Okay, that’s a clunky title, but I wasn’t sure how else to round up the absolute smorgasbord of information in these gorgeous illustrated non-fiction titles. Little knowledge-seekers will be in heaven with these! All three books were sent to me free of charge, but all opinions are my own.
Eureka! by Jonathan Litton, illustrated by Wenjia Tang, from Little Tiger Books
Wow, this book is a dream! It’s actually hard to describe how much is going on in this jam-packed, vivacious book – it covers all kinds of discoveries from archaeology to space exploration to the depths of the sea. Every time you turn the page you are presented with some new and interesting fact – even as an adult – and seeing this wide range of subjects really took me back to primary school, when everything was interesting and there was so much to learn. It’s the kind of book that will really inspire kids to find history and science interesting, because they’re in everything. It feels magical to read and feel that sense of wonder about the world.
This could feel a bit chaotic, with each page filled with small paragraphs all on different topics around a central subject, but it’s kept cohesive by the artwork, which is gorgeously coloured, and by being grouped into larger themes like ‘history’ or ‘space’. It’s lovely to read all in one go, but would also be a great jumping-off point to find out more about any given discovery. It reminds me a little of The Humans, which I reviewed recently – I don’t believe they’re explicitly in the same series, but they have that same wealth-of-information vibe (and the hardbacks are the same size, so they’d make a lovely set).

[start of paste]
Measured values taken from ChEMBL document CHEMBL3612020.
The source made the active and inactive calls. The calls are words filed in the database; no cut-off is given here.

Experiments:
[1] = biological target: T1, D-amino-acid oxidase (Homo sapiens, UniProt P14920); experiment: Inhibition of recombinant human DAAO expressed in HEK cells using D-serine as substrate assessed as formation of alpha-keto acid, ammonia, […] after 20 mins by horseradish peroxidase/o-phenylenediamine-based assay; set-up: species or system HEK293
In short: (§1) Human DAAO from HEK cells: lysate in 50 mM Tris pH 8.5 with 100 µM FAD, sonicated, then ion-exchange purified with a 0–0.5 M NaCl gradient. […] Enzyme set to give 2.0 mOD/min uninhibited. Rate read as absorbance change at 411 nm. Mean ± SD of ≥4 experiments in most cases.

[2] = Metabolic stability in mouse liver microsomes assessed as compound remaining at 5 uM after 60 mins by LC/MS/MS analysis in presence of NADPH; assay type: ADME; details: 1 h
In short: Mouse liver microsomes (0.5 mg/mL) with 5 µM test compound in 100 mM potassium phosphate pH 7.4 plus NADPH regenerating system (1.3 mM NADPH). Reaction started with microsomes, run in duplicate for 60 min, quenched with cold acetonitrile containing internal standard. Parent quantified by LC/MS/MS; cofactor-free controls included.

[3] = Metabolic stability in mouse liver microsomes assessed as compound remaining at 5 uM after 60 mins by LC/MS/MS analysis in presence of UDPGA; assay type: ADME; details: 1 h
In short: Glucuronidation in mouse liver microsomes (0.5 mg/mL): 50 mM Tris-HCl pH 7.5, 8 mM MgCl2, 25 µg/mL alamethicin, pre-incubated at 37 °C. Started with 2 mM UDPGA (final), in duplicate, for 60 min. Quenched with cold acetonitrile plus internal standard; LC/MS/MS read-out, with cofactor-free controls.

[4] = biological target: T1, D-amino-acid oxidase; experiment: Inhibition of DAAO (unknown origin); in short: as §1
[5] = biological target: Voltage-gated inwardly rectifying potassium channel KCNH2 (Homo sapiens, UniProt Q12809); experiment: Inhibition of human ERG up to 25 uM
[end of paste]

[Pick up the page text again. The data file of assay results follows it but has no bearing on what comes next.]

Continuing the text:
There’s some discussion of the grey areas of ‘discovery’, which I enjoyed seeing – how do we know if someone really was the first person to find something? How do we acknowledge the white- and male-centred nature of so many disclipines and recognise that the men lauded for their discoveries may have been working on the back of unmentioned others, or may be declaring a discovery that’s been known for years to other cultures? Obviously, in keeping with the age range of the book, this isn’t an in-depth discussion, but it’s important that it’s noted throughout the book, as it will get readers thinking about the inherent issues of the ‘discovery’ label. I also love that there’s a note included that clearly states that our understanding of the world is changing all the time, both in terms of new discoveries and realising the issues with previous discoveries, and that they plan to update the book whenever needed to acknowledge this. It’s the right thing to do.
Find Tom in Time: Ancient Greece by Fatti Burke, from Nosy Crow
Tom’s back for another fabulous adventure, this time in Ancient Greece! I’ve reviewed his jaunts to Ancient China, Rome and Egypt before, and it’s safe to say this is another fabulous finding adventure. Digby the cat is up to his usual tricks, and Tom is lost in a number of intricately detailed scenes – it’s great fun to find them both, and see what else is going on in the bustling agora or at the doctor’s surgery. I don’t have much to say about this that you won’t find in my previous reviews, but I highly recommend this series for history lovers!
What a Wonderful Phrase by Nicola Edwards and Manu Montoya, from Little Tiger
This is the kind of book I loved as a kid, and still love now – an exploration of unusual idioms from around the world. Each spread offers an idiom from a different language, translated both literally and with its actual meaning, and some explanation of how it came to be like that; there are also some related linguistic or historical facts, and the whole is surrounded with a cute, quirky illustration of the saying. It’s the kind of book you can dip into or devour, and it’ll leave you full of the wonders of language and questioning all those odd sayings in English that you take for granted. My one complaint is that the title will get ‘Hakuna Matata’ stuck in your head for hours!